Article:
Live and Let Die – Ian Fleming

Live and Let Die – Ian Fleming

Next up on my listen-while-you-commute: Live and Let Die by Ian Fleming

Live and Let Die is Ian Fleming’s second novel, which came out pretty quickly after Casino Royal.  This story has a very different tone with Bond traveling to America to battle the nefarious black gangster Mr. Big.

The story starts with someone smuggling and selling large quantities of gold coins in Harlem.  The coins are from old Caribbean pirate treasure long thought lost.  M sends Bond to America where he hooks up CIA agent Felix Leiter to find out who is selling the coins.  Their path soon crosses the gigantic Haitian Mr Big who is behind the coins.  He works for SMERSH and uses voodoo to maintain his control over his minions.  During Bond’s first encounter, he meets Mr Big’s captive fortune-telling girlfriend Solitaire.  He escapes, saves Solitaire, and they head to Florida to follow up on a lead to the source of the smuggling route.  The story then gets thick with Felix being attacked by sharks and Bond heading to Jamaica to search out the source and get revenge for Felix as well as rescue the now-captive Solitaire.  Bond swims through shark infested waters to the island source, is captured, and is nearly killed as Mr Big attempts to drag Solitaire and Bond across the reefs.

It’s a great little story, but certainly different than Fleming’s earlier offerings.  Fleming’s impressions of America via Bond’s observations are humorous and derogatory at times.  His comments about American cars, food, and Florida’s aging retirement population are particularly entertaining/harsh.  It is a good insight into how certain American cultural aspects appear to our foreign friends.  There is plenty of racism in Flemming’s writing about Mr. Big’s and his African American gangsters.  Fleming’s 50’s-era sentiments certainly show.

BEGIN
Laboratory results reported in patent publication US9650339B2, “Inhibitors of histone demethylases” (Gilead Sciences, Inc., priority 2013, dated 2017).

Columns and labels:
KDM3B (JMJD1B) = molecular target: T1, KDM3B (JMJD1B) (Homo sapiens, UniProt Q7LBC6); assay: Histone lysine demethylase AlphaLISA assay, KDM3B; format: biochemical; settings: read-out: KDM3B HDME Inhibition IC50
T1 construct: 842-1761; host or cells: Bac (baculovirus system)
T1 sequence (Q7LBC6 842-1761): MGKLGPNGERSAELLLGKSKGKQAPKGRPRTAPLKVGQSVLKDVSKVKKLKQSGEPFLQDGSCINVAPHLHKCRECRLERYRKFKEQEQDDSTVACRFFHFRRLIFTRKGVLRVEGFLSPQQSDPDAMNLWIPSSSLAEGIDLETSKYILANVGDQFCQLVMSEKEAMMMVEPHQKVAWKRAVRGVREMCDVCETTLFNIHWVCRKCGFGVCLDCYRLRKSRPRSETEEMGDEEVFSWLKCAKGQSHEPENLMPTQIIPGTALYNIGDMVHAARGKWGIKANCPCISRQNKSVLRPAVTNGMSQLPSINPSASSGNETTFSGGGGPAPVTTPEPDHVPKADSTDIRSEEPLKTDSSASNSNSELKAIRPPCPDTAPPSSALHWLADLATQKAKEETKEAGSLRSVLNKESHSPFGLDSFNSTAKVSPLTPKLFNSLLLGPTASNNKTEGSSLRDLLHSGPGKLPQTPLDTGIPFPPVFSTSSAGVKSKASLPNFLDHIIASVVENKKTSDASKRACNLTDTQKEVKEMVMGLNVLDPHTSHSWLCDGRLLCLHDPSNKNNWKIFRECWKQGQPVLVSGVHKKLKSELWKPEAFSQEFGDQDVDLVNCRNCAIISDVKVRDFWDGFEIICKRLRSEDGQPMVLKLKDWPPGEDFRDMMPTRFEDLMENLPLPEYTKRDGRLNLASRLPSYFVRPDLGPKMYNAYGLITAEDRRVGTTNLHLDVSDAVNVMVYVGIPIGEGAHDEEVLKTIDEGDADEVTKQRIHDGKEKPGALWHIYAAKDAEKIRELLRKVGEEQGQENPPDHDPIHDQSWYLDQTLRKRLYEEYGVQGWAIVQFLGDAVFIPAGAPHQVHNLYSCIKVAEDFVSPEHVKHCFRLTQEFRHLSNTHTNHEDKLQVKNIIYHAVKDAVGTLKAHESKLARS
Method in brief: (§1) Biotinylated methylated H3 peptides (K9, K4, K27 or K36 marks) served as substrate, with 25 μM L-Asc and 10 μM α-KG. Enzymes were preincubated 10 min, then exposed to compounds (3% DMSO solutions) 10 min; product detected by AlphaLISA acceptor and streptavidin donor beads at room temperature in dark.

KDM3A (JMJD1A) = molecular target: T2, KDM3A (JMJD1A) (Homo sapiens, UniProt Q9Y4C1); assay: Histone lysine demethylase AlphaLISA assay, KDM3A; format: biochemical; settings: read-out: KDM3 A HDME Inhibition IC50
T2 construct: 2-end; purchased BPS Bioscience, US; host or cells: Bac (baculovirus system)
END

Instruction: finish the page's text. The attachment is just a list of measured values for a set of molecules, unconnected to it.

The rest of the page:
Despite the sexism/racism/dated descriptions (that likely wouldn’t have been given a second thought in Fleming’s day) it’s a pretty entertaining story.  It contains a caricature-like portrait of America but plenty of action and suspense.  Bond’s seduction of Solitaire is also a strong storyline. This book also introduces a recurrent Bond theme of tropical destinations and shark-infested underwater adventures.  The final scene of Bond being tied behind Mr. Big’s boat and dragged through shark infested waters was used almost exactly in the movie version.

In the end, it was a pretty decent story.  Nothing spectacular, but is much like a fun carnival ride.  Lots of sound and action, but not a ton of substance.  I give it a B.  Recommend.

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